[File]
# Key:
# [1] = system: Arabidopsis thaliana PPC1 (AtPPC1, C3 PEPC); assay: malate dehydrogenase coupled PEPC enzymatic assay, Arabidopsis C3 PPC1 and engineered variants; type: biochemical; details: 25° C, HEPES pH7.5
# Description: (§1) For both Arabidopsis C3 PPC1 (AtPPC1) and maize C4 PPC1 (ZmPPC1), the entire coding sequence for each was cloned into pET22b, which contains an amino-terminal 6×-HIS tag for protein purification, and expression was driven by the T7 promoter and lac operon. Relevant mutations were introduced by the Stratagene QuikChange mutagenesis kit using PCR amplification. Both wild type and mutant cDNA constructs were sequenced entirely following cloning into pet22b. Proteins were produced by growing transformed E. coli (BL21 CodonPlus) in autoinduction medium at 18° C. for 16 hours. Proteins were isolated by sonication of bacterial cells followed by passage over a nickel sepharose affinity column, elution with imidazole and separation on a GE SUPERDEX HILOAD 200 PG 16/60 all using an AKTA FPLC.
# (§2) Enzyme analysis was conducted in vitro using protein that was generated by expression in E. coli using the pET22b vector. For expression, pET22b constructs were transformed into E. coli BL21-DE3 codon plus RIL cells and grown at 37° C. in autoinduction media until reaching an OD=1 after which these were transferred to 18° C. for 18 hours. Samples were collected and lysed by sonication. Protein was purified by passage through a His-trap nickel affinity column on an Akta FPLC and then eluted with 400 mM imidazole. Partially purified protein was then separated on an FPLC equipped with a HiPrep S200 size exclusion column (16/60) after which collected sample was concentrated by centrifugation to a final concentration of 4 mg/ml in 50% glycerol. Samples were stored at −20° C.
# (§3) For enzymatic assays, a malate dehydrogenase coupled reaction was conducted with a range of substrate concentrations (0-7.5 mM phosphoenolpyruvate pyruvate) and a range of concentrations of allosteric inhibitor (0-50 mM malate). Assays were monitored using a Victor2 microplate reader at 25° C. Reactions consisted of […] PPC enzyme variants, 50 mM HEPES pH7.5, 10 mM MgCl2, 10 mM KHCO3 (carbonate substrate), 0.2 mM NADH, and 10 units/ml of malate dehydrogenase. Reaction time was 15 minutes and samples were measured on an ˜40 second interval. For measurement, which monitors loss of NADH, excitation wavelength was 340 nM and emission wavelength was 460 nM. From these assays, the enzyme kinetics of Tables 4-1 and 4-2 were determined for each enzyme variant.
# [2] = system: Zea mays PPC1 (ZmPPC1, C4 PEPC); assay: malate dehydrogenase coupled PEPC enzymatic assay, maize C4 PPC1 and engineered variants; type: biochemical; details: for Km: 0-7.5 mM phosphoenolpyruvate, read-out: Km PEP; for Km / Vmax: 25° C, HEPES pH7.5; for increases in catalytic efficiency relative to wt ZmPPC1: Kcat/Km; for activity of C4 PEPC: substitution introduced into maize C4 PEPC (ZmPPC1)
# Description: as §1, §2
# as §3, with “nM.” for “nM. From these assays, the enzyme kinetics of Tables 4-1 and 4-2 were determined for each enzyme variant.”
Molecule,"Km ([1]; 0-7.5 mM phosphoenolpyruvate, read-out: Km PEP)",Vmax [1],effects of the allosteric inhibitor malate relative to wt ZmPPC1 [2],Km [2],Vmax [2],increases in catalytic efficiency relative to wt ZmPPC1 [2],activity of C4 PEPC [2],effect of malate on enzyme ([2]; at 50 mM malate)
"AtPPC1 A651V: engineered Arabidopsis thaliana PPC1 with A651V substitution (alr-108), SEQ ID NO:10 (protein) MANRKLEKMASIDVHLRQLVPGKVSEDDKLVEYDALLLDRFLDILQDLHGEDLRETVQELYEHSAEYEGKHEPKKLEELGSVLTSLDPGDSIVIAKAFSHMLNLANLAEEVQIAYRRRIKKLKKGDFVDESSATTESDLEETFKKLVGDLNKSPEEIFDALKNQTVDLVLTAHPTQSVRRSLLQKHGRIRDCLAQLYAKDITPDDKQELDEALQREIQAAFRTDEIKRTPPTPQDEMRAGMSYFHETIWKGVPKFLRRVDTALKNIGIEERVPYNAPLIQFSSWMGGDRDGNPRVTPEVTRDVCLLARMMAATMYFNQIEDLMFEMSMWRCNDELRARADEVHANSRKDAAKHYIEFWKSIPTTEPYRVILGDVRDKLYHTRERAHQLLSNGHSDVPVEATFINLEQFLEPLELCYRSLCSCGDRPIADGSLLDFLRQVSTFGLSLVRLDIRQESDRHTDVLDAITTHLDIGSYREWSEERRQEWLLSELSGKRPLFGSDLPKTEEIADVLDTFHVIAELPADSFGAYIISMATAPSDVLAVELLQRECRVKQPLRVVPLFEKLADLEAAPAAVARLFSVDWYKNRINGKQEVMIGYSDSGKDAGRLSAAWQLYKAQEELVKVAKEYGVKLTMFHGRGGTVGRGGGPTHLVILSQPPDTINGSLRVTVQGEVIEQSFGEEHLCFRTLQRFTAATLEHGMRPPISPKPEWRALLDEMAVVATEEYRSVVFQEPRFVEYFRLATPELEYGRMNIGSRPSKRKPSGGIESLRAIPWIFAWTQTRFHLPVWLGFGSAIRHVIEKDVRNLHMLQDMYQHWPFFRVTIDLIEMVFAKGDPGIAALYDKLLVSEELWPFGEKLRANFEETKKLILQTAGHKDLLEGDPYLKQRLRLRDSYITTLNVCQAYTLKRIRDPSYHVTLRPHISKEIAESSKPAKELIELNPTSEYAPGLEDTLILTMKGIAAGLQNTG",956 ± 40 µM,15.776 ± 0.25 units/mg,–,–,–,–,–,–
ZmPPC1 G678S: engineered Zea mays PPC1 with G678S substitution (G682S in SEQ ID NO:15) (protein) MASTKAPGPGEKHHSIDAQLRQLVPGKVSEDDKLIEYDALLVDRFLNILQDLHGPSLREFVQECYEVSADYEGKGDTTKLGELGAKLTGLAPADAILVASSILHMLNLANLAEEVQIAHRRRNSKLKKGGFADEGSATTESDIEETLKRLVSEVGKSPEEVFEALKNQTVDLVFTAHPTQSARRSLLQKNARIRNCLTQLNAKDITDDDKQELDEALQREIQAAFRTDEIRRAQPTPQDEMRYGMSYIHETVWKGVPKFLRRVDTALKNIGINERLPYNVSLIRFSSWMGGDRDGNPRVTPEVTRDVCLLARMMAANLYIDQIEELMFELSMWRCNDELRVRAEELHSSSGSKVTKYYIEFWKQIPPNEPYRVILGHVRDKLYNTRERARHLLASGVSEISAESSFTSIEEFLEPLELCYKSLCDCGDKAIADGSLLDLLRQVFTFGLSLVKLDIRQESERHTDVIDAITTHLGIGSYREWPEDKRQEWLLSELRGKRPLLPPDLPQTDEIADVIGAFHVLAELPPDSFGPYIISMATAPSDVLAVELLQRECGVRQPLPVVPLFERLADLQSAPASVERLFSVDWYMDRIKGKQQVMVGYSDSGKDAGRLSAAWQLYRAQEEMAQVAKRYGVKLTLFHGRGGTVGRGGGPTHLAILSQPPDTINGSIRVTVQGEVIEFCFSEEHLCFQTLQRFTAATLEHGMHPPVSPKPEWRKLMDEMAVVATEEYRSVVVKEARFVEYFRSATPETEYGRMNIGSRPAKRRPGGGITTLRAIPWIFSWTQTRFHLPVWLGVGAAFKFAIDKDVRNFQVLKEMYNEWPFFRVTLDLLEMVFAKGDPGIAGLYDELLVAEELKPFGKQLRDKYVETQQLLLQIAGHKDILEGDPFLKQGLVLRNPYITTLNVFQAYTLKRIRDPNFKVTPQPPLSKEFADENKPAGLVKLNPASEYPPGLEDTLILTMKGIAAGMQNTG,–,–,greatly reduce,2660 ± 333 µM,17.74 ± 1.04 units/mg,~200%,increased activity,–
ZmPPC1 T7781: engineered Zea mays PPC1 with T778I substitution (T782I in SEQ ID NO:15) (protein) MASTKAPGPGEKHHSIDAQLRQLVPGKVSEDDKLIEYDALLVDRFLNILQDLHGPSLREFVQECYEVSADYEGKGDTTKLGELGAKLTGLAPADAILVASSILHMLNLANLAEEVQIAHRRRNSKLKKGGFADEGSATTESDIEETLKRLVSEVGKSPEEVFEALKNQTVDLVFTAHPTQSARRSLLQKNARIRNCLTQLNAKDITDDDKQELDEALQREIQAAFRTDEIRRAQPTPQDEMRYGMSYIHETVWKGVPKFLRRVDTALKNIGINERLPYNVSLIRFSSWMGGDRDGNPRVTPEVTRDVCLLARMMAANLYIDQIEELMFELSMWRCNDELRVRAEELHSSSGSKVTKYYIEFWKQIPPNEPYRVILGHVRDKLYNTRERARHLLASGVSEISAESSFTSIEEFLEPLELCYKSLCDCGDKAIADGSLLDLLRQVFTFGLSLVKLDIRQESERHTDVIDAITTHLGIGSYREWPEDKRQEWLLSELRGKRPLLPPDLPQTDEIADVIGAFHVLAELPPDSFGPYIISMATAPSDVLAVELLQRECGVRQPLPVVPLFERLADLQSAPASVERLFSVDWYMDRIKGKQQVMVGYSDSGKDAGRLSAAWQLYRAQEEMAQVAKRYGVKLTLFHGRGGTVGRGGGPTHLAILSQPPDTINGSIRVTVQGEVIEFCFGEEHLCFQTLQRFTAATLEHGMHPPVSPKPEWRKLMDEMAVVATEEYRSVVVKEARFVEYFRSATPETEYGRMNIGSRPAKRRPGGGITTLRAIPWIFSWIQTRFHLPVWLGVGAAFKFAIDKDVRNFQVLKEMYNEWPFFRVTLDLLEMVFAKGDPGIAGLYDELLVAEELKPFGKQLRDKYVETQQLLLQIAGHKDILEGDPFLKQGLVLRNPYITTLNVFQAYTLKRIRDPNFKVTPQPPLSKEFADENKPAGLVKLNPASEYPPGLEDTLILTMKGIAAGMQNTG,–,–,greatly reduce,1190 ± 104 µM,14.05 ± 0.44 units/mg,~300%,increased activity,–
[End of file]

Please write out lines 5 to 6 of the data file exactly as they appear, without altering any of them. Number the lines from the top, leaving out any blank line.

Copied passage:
# (§3) For enzymatic assays, a malate dehydrogenase coupled reaction was conducted with a range of substrate concentrations (0-7.5 mM phosphoenolpyruvate pyruvate) and a range of concentrations of allosteric inhibitor (0-50 mM malate). Assays were monitored using a Victor2 microplate reader at 25° C. Reactions consisted of […] PPC enzyme variants, 50 mM HEPES pH7.5, 10 mM MgCl2, 10 mM KHCO3 (carbonate substrate), 0.2 mM NADH, and 10 units/ml of malate dehydrogenase. Reaction time was 15 minutes and samples were measured on an ˜40 second interval. For measurement, which monitors loss of NADH, excitation wavelength was 340 nM and emission wavelength was 460 nM. From these assays, the enzyme kinetics of Tables 4-1 and 4-2 were determined for each enzyme variant.
# [2] = system: Zea mays PPC1 (ZmPPC1, C4 PEPC); assay: malate dehydrogenase coupled PEPC enzymatic assay, maize C4 PPC1 and engineered variants; type: biochemical; details: for Km: 0-7.5 mM phosphoenolpyruvate, read-out: Km PEP; for Km / Vmax: 25° C, HEPES pH7.5; for increases in catalytic efficiency relative to wt ZmPPC1: Kcat/Km; for activity of C4 PEPC: substitution introduced into maize C4 PEPC (ZmPPC1)